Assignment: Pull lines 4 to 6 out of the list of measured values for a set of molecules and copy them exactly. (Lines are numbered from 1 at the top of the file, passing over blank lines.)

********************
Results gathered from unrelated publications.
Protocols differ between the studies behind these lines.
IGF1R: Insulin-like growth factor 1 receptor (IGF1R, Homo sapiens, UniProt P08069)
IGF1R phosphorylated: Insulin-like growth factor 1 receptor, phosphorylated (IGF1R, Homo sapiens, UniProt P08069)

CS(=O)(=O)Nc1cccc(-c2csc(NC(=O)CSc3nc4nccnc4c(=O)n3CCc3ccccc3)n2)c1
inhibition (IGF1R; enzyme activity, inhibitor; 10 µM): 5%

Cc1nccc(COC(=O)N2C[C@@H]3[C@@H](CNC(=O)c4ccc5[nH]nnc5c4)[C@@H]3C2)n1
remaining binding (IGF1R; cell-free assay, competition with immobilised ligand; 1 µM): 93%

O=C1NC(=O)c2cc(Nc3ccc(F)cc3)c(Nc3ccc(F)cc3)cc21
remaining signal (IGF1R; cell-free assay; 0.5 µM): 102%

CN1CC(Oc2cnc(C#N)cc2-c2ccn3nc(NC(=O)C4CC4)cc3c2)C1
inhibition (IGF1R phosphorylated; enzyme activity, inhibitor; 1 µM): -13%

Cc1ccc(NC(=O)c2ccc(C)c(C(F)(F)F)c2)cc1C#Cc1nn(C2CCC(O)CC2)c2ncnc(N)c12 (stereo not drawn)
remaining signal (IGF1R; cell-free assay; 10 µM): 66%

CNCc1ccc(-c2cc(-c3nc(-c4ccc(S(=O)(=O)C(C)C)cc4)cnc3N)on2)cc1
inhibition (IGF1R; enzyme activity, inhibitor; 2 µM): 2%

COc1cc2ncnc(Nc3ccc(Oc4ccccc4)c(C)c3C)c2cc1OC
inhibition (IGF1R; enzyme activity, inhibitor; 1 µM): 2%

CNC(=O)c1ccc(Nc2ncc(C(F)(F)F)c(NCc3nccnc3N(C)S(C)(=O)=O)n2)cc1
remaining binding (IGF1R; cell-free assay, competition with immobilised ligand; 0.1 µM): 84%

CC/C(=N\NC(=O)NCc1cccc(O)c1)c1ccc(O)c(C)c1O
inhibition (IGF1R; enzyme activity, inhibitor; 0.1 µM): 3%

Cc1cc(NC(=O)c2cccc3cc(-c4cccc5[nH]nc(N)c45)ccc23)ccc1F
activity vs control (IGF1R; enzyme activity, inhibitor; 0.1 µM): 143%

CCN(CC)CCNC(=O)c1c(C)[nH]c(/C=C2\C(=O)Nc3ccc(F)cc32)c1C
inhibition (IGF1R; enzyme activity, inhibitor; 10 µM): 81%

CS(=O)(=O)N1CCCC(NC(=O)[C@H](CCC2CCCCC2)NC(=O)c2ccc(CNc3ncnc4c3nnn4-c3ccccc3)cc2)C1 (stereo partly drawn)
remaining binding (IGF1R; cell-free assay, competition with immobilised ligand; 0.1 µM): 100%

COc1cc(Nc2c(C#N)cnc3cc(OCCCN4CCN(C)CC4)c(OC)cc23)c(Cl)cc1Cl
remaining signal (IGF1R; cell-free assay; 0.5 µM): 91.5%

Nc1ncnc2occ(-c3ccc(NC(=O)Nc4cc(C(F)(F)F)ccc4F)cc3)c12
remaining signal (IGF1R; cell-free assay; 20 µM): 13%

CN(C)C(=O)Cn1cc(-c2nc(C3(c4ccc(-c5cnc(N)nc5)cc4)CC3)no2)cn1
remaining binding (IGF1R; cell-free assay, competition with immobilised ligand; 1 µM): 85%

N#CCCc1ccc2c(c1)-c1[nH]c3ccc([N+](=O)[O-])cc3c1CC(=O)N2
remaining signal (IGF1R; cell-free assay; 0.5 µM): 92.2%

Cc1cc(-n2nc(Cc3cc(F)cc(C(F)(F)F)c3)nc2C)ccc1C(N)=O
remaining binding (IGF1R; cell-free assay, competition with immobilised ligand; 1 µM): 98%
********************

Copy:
IGF1R phosphorylated: Insulin-like growth factor 1 receptor, phosphorylated (IGF1R, Homo sapiens, UniProt P08069)

CS(=O)(=O)Nc1cccc(-c2csc(NC(=O)CSc3nc4nccnc4c(=O)n3CCc3ccccc3)n2)c1
inhibition (IGF1R; enzyme activity, inhibitor; 10 µM): 5%